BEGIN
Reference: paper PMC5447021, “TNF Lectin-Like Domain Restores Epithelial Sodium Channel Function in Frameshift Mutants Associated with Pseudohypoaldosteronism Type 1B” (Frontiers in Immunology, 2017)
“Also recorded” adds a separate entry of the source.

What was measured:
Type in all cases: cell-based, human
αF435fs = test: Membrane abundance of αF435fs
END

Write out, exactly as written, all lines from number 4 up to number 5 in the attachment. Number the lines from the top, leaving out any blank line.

Type in all cases: cell-based, human
αF435fs = test: Membrane abundance of αF435fs